Parents' Fair Share


Policy debates about child poverty and welfare reform, which once focused almost exclusively on single mothers and their children, have in recent years begun to train the spotlight on fathers. Fathers are important sources of financial and emotional support for their children, but noncustodial fathers with low incomes and poor job prospects often do not fulfill their parenting roles, instead accumulating child support debts that lead them to evade the child support system and to see less of their children.

An early and particularly ambitious attempt to help such men become better fathers was Parents’ Fair Share (PFS), a national demonstration project authorized by the Family Support Act of 1988. A key goal of that law was to enforce more vigorously the child support obligations of noncustodial parents, most of them fathers. Recognizing that tougher enforcement would not work for fathers who could not pay, the law allowed some states to assign such men to programs designed to help them find jobs and play a more active role in their children’s lives. The PFS demonstration tested the effectiveness of this pathbreaking approach.

Agenda, Scope, and Goals

Targeted at underemployed or unemployed noncustodial fathers who owed child support and had children receiving welfare, PFS aimed to increase child support payments, employment and earnings, and parental involvement.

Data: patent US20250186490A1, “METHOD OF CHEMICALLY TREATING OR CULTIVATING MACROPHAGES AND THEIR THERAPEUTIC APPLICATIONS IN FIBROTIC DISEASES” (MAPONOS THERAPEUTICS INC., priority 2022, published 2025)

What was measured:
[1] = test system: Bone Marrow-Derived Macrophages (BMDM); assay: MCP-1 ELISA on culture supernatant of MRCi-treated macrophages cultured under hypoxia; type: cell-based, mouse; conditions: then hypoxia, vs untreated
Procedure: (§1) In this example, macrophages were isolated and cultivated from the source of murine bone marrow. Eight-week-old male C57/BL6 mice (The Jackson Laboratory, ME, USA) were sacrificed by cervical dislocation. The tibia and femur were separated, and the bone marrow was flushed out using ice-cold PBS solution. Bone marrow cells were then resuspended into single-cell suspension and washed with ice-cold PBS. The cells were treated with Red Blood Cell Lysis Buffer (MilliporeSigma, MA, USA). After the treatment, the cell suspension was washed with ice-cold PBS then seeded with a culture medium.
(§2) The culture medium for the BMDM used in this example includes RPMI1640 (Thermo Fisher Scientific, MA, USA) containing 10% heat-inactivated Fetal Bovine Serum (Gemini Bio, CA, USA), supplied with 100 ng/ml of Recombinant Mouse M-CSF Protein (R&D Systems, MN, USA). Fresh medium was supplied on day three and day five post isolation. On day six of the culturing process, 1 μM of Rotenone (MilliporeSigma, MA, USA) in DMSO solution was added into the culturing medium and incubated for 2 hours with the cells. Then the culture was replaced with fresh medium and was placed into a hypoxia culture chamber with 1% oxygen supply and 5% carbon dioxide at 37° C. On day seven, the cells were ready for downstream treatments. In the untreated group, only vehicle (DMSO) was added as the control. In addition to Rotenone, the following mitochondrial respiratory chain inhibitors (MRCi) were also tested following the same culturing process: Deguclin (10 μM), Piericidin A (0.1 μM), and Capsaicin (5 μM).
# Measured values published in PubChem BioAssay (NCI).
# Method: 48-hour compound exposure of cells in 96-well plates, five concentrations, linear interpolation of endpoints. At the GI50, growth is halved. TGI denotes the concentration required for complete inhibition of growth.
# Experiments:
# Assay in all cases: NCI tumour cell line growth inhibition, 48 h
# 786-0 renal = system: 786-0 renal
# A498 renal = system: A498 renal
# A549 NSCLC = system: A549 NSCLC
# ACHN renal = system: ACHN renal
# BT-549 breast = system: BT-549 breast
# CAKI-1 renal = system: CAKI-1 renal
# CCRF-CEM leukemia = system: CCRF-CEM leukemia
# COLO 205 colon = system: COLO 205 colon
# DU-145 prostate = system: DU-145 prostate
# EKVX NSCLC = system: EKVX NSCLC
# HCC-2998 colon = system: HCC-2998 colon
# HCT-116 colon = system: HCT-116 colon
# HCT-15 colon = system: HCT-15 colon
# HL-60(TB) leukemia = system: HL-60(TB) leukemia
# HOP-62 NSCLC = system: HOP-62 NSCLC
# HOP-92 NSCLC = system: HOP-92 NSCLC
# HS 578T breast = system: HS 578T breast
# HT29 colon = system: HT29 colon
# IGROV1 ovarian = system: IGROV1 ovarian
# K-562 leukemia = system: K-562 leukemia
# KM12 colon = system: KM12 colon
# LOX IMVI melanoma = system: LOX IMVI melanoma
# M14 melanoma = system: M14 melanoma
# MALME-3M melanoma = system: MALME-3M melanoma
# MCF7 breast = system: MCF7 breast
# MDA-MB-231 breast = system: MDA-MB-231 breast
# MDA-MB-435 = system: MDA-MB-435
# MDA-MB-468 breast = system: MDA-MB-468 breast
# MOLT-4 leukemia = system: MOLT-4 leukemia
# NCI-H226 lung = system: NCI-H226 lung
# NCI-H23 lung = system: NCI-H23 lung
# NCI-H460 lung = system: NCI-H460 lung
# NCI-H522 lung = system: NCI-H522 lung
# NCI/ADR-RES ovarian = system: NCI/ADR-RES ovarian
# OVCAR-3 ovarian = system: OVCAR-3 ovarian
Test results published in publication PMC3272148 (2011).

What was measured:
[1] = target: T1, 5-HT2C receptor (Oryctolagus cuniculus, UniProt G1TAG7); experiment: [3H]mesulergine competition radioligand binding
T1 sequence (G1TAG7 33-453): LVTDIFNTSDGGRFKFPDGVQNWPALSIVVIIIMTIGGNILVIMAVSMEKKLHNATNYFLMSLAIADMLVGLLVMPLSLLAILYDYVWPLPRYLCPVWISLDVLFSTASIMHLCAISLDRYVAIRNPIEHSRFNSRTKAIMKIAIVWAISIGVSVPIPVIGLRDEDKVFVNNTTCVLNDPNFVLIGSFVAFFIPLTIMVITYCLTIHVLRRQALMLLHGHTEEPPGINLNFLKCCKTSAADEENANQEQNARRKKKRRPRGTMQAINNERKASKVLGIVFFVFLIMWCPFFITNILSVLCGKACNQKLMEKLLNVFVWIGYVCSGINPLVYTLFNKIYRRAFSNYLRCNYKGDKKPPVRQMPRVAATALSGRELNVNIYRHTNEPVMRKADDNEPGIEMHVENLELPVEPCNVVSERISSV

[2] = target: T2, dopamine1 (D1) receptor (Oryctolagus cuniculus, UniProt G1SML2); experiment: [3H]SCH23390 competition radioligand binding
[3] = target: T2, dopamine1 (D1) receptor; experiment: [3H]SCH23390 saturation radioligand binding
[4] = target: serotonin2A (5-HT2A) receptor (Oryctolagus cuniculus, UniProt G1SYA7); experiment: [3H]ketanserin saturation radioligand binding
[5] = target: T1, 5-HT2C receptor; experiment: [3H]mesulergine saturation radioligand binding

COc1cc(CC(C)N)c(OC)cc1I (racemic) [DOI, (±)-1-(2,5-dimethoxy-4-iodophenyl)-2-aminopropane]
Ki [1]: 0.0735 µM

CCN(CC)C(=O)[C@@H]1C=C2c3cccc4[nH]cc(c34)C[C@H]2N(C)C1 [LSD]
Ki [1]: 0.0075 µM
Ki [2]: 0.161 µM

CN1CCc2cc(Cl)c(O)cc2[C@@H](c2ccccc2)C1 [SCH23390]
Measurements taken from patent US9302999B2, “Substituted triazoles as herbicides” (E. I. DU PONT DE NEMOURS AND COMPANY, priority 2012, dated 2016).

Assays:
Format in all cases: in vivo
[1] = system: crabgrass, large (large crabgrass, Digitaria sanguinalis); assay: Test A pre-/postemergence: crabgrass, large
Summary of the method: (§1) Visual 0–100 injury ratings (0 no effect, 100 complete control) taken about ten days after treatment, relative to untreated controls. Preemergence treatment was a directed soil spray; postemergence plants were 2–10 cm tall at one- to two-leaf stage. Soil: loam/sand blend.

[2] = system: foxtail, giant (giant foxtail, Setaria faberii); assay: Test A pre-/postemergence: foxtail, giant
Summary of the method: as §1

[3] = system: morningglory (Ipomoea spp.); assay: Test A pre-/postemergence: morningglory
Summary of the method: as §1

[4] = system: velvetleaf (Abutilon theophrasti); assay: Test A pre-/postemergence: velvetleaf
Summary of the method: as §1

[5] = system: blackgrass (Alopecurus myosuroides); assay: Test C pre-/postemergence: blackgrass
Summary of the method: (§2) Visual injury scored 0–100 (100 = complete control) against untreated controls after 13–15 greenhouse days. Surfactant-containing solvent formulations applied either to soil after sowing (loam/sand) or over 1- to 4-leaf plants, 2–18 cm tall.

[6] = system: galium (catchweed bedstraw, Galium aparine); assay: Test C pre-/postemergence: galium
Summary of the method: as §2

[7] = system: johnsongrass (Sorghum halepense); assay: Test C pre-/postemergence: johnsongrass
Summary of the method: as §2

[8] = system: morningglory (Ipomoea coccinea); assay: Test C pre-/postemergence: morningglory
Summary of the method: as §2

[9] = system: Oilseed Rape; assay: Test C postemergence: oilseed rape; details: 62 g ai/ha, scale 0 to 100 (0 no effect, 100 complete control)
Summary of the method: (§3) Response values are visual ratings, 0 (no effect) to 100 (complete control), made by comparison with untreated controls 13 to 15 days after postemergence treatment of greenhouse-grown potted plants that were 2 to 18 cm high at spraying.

The program depended on local partnerships among child support agencies, employment and training providers, and community-based service organizations to implement its diverse set of services and features, which included:

  • Peer support groups
  • Employment and training services
  • Mediation to improve relations with custodial parents
  • Enhanced child support enforcement
  • Reduced child support obligations during the period of program participation

Design, Sites, and Data Sources

The evaluation of PFS included more than 5,000 fathers in the program’s target population. Starting in 1994, each one was randomly assigned to the PFS group, which was required to participate in the program, or to a control group. Because fathers were assigned to one or the other group at random, the two groups did not differ at the outset of the study. Therefore, any differences between them that emerged during the study’s two-year follow-up period are attributable to PFS.

PFS operated in seven sites:

  • Dayton, Ohio
  • Grand Rapids, Michigan
  • Jacksonville, Florida
  • Los Angeles, California
  • Memphis, Tennessee
  • Springfield, Massachusetts
  • Trenton, New Jersey

The program’s effects were assessed using unemployment insurance records, child support agency records, and surveys of a subset of fathers in the study and the custodial mothers of their children.